so. Creeping into some nearby viewing positions, we spent some time
watching and photographing the seals. Unfortunately the sunlight had
gone by this time.

After the lengthy distraction, we were about to head off to the end of
the Worm, but looking back at the causeway the tide seemed suspiciously
high. We had a choice between trusting the posted times and possibly
getting cut off, or playing it safe and returning immediately. We
sensibly chose the latter.

On the other side of the causeway we hung around for a while, taking
photos as the sunlight gradually returned and the clouds developed in
interesting ways. The causeway eventually became cutoff at
approximately 11:30am, closer to my original estimate and 25 minutes
before the posted time! Just as well we chose not to take the risk or
we'd have been stuck out there for 7.5 hours.

We then strolled around the coast to Tears Point, stopping first to let
Chris take some macro photographs of some worm like fossils in the area.
Then around the headland there was a fine view of Fall Bay with the long
line of cliffs stretching away, topped by interesting clouds. I took a
few panoramics while Chris concentrated on butterflies and flowers.

The final uphill was a struggle with all the weight of camera gear we
were carrying (not to mention Chris's Manfrotto tripod), but once we
overcame that obstacle it was an easy stroll back to Rhossili. We were
both pretty hungry by this time and ended up going to the Gower Inn for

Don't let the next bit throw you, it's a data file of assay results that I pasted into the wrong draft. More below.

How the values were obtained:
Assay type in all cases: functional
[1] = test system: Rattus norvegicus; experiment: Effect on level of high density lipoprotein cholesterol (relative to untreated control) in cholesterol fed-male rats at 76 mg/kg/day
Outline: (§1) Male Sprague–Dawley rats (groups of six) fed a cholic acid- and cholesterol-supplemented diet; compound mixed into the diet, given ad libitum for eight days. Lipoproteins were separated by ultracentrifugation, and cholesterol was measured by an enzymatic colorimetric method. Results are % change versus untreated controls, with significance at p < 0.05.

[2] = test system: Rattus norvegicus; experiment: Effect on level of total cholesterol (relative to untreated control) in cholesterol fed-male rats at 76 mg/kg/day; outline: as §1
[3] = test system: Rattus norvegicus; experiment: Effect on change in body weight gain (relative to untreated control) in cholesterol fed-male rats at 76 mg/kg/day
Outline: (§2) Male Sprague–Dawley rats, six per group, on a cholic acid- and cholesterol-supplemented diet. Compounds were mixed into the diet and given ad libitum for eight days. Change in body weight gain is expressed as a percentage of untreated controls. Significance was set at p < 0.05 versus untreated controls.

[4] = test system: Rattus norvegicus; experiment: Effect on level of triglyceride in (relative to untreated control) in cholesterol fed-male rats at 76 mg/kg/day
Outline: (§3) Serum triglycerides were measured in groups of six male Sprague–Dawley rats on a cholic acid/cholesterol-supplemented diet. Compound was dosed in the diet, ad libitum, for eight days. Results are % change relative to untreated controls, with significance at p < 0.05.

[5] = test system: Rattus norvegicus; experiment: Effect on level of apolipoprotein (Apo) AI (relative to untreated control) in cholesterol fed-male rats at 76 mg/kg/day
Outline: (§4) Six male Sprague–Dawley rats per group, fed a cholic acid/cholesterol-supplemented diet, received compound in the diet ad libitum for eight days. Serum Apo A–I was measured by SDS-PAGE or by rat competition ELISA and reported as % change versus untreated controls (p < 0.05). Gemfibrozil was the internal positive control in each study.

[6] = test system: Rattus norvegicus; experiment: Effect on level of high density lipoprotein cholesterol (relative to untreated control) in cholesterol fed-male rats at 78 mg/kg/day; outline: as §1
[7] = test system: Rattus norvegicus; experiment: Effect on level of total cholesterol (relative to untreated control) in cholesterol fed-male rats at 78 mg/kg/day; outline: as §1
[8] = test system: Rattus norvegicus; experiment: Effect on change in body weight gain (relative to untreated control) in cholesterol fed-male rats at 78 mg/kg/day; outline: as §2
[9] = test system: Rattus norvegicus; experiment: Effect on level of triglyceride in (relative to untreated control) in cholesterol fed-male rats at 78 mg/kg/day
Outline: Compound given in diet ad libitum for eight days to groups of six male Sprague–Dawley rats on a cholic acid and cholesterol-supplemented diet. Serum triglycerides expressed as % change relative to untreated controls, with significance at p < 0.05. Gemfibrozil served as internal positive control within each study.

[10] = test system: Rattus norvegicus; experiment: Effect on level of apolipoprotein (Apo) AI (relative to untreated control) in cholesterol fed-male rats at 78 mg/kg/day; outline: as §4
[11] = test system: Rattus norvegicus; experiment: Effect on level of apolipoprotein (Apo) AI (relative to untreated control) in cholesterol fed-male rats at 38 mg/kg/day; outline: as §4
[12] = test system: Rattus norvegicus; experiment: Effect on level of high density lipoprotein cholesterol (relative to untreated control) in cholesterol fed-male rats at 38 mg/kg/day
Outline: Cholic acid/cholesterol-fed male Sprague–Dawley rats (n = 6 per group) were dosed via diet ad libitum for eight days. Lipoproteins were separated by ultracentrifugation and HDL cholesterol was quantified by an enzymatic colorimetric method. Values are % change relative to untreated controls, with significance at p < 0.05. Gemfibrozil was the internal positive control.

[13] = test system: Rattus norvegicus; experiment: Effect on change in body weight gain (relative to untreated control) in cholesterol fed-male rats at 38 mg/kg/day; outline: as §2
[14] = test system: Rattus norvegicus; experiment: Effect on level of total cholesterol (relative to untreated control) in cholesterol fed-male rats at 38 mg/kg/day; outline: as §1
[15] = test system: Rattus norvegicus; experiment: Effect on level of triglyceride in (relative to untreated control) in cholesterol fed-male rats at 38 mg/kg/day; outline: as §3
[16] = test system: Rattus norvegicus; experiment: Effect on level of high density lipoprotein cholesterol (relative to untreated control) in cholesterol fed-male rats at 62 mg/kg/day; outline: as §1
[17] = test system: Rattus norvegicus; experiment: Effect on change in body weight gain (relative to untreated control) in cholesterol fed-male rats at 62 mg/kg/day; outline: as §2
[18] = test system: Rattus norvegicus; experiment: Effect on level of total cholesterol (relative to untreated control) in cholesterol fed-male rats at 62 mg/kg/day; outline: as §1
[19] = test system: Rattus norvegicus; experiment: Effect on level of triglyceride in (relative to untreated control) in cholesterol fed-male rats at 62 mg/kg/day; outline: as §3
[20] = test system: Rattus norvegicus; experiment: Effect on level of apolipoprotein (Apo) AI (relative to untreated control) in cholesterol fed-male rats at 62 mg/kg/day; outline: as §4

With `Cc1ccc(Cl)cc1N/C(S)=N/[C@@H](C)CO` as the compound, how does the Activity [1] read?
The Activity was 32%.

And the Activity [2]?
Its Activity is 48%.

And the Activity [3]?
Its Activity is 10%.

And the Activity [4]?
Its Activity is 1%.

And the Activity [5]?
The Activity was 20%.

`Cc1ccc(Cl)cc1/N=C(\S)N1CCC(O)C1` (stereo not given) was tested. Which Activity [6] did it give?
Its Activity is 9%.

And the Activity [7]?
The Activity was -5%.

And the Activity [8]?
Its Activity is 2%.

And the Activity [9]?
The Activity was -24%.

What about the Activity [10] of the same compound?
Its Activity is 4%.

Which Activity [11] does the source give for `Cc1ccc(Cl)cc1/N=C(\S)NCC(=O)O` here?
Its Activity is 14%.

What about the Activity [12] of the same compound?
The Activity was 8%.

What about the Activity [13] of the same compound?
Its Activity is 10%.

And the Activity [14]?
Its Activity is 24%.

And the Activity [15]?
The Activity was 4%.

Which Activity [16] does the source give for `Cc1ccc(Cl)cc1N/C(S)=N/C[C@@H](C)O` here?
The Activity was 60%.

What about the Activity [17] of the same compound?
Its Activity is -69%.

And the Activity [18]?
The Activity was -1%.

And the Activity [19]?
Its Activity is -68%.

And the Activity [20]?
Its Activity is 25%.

a rather nice meal of chicken breast topped with bacon, cheese and
barbecue sauce.

It was a pity that we never made it to the end of Worms Head, but we
grabbed plenty of good photographs in the excellent light, and had the
unexpected bonus of the seals to entertain us.

Distance: 5.8km - Ascent: 90m - Effort Rating: 6.7
Duration: 4 hours 49 minutes

Paul
--
The October Project 2003
http://www.wildwales.fsnet.co.uk/october/october.html
http://www.wilderness-wales.co.uk
http://www.photosig.com/go/users/userphotos?id=118749


  #5  
Old October 5th 03, 10:21 PM
Paul Saunders
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Default TR: October Day 5

Chris Street wrote:

The colour rendition on my monitor seems quite quite different to the
one on your screen Paul.


Really?

Much more purple in the water and greener
******* It would be interesting some point to compare colour balances
I feel - sadly short of lugging by PC and monitor down there I cannot
think of a way,


Well I've calibrated my monitor using Adobe Gamma, but I discarded the
colour profile when I processed that pic, the reason being that if I use
the Adobe RGB profile the pic comes out way too dark for web use.